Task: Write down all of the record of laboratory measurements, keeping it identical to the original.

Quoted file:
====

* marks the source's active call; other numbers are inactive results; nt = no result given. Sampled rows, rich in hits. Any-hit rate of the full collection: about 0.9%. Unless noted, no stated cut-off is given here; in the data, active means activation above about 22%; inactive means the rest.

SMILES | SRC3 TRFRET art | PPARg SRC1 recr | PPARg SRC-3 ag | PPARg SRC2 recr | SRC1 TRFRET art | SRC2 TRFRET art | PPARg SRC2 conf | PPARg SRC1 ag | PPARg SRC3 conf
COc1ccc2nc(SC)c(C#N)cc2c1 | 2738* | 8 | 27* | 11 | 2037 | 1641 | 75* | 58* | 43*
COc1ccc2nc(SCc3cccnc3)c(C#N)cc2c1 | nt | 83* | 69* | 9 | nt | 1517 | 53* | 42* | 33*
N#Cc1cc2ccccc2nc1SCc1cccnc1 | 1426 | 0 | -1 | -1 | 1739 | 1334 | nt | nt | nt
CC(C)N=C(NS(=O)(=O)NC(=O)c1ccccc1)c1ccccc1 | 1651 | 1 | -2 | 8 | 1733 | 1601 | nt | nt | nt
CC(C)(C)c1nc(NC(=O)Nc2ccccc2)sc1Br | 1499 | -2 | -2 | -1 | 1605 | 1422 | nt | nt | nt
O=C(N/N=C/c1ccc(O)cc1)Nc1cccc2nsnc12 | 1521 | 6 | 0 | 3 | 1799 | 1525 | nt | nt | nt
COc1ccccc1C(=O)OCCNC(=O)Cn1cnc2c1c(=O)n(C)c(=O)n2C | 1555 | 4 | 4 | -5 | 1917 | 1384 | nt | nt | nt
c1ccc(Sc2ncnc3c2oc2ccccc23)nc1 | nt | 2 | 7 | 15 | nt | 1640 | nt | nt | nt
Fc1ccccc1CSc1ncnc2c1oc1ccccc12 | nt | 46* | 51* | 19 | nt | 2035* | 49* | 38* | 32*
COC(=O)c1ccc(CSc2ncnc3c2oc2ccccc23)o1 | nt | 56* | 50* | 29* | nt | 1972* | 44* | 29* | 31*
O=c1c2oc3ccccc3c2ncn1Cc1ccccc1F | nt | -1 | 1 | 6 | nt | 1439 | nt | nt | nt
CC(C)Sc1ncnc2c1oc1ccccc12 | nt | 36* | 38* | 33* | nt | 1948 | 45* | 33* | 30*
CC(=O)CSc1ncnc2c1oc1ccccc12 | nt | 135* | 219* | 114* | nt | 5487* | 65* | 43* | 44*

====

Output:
* marks the source's active call; other numbers are inactive results; nt = no result given. Sampled rows, rich in hits. Any-hit rate of the full collection: about 0.9%. Unless noted, no stated cut-off is given here; in the data, active means activation above about 22%; inactive means the rest.

SMILES | SRC3 TRFRET art | PPARg SRC1 recr | PPARg SRC-3 ag | PPARg SRC2 recr | SRC1 TRFRET art | SRC2 TRFRET art | PPARg SRC2 conf | PPARg SRC1 ag | PPARg SRC3 conf
COc1ccc2nc(SC)c(C#N)cc2c1 | 2738* | 8 | 27* | 11 | 2037 | 1641 | 75* | 58* | 43*
COc1ccc2nc(SCc3cccnc3)c(C#N)cc2c1 | nt | 83* | 69* | 9 | nt | 1517 | 53* | 42* | 33*
N#Cc1cc2ccccc2nc1SCc1cccnc1 | 1426 | 0 | -1 | -1 | 1739 | 1334 | nt | nt | nt
CC(C)N=C(NS(=O)(=O)NC(=O)c1ccccc1)c1ccccc1 | 1651 | 1 | -2 | 8 | 1733 | 1601 | nt | nt | nt
CC(C)(C)c1nc(NC(=O)Nc2ccccc2)sc1Br | 1499 | -2 | -2 | -1 | 1605 | 1422 | nt | nt | nt
O=C(N/N=C/c1ccc(O)cc1)Nc1cccc2nsnc12 | 1521 | 6 | 0 | 3 | 1799 | 1525 | nt | nt | nt
COc1ccccc1C(=O)OCCNC(=O)Cn1cnc2c1c(=O)n(C)c(=O)n2C | 1555 | 4 | 4 | -5 | 1917 | 1384 | nt | nt | nt
c1ccc(Sc2ncnc3c2oc2ccccc23)nc1 | nt | 2 | 7 | 15 | nt | 1640 | nt | nt | nt
Fc1ccccc1CSc1ncnc2c1oc1ccccc12 | nt | 46* | 51* | 19 | nt | 2035* | 49* | 38* | 32*
COC(=O)c1ccc(CSc2ncnc3c2oc2ccccc23)o1 | nt | 56* | 50* | 29* | nt | 1972* | 44* | 29* | 31*
O=c1c2oc3ccccc3c2ncn1Cc1ccccc1F | nt | -1 | 1 | 6 | nt | 1439 | nt | nt | nt
CC(C)Sc1ncnc2c1oc1ccccc12 | nt | 36* | 38* | 33* | nt | 1948 | 45* | 33* | 30*
CC(=O)CSc1ncnc2c1oc1ccccc12 | nt | 135* | 219* | 114* | nt | 5487* | 65* | 43* | 44*